Electronic Materials & Devices Laboratory, Kyushu University


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744 Motooka, Nishi-ku, Fukuoka 819-0395
Graduate School of Information Science and Electrical Engineering, Kyushu University
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Research Projects
High-speed ultra-small E/O converters utilizing a novel semiconducting material “ZION”

We are facing serious “information explosion” problems. It causes huge energy consumption and environmental impacts. Recently, The Guardian reported that “about 7% of the world’s electricity consumption is taken by IT devices in 2017, and this is forecast to grow annually at about 7% through to 2030”. They also reported “a desktop PC running eight hours a day emits 175 kg of CO2 in a year”.

My laboratory is trying to solve these problems with “exciton devices”. Exciton - an electrically neutral quasiparticle- is a bound state of an electron-hole pair attracted by the electrostatic Coulomb force. The most interesting feature of an exciton is that it can be generated by and converted back into a photon within a short time. Devices using excitons as carriers should bring great improvements to the speed of electronic–optical (E/O) conversion along with significant miniaturizations of E/O converters. They will replace electric wiring on computer chips with optics, and thus enable us to make high-performance and low-power consuming data processors!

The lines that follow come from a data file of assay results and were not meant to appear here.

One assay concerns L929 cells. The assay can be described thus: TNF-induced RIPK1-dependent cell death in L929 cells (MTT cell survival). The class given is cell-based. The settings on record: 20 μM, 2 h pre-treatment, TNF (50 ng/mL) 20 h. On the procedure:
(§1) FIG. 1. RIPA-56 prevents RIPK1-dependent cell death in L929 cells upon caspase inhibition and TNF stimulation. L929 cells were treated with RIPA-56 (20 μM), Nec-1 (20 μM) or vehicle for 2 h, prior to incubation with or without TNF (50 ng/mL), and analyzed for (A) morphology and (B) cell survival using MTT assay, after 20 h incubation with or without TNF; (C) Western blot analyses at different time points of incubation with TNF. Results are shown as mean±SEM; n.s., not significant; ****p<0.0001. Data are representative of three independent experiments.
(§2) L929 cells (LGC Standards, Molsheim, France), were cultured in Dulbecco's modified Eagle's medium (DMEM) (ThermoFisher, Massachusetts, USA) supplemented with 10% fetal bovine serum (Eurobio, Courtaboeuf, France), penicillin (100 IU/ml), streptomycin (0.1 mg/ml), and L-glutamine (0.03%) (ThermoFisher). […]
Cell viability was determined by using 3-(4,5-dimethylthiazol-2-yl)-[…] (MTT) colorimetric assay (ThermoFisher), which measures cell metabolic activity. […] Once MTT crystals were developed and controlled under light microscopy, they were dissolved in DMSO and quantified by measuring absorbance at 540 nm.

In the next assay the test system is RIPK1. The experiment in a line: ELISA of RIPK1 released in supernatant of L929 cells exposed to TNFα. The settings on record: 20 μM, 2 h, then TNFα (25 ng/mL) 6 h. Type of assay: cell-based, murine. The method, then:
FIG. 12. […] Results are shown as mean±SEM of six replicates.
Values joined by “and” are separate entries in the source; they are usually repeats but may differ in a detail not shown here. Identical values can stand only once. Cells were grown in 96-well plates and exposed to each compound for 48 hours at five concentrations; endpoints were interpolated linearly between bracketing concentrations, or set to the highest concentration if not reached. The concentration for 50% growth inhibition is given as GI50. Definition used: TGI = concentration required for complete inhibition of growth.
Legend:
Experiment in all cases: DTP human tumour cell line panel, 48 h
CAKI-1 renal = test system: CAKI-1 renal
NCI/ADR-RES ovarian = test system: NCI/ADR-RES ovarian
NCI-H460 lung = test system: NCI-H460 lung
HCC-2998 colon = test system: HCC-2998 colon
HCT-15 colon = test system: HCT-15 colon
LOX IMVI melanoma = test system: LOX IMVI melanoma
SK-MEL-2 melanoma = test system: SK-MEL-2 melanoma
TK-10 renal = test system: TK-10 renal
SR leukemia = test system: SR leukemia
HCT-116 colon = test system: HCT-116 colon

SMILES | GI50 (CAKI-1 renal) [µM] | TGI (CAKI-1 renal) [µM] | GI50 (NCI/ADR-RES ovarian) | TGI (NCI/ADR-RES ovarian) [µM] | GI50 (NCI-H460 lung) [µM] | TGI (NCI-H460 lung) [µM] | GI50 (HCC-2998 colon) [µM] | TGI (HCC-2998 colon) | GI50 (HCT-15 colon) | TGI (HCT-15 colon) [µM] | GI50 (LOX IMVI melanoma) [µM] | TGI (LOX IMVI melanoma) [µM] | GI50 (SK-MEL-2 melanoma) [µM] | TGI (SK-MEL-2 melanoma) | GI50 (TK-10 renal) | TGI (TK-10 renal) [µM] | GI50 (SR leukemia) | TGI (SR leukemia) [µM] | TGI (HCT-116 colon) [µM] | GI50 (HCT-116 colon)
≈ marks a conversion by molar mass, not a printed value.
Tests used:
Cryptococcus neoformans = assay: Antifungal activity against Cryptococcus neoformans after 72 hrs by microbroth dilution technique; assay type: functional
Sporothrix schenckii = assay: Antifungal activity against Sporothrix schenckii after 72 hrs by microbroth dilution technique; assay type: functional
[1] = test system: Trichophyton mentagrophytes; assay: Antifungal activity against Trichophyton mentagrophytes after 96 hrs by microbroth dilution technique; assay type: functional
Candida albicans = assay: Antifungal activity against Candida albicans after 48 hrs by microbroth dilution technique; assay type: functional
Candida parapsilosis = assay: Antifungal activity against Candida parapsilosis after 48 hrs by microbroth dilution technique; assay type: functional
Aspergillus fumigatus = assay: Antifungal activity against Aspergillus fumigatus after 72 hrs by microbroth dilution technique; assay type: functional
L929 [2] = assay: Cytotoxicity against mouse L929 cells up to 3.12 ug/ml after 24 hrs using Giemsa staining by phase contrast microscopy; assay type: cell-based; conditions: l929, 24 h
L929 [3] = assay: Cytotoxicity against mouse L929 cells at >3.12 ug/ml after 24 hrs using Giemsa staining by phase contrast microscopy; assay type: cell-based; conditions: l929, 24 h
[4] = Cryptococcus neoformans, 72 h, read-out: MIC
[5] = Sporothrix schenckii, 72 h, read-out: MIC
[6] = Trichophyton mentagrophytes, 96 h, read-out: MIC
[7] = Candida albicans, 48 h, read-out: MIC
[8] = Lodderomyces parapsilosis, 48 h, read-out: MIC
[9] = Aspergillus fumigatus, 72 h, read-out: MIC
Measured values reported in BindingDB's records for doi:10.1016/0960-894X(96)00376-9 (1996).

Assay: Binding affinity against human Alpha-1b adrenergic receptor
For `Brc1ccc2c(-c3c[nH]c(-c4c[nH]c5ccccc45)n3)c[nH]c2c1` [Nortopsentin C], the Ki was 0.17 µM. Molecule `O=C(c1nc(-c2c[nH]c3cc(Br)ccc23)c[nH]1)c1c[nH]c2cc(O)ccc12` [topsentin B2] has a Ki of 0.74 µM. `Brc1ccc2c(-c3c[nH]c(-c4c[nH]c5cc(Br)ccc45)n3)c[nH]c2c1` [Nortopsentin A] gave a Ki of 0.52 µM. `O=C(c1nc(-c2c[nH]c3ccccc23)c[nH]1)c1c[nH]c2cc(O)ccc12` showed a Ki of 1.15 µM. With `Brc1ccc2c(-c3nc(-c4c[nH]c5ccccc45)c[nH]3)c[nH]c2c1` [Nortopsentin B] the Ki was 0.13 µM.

In my laboratory, we have developed an excitonic device with a new semiconducting material, (ZnO)x(InN)1-x (hereafter ZION). It has a large exciton binding energy that potentially bring us excitonic devices operational at room temperature.

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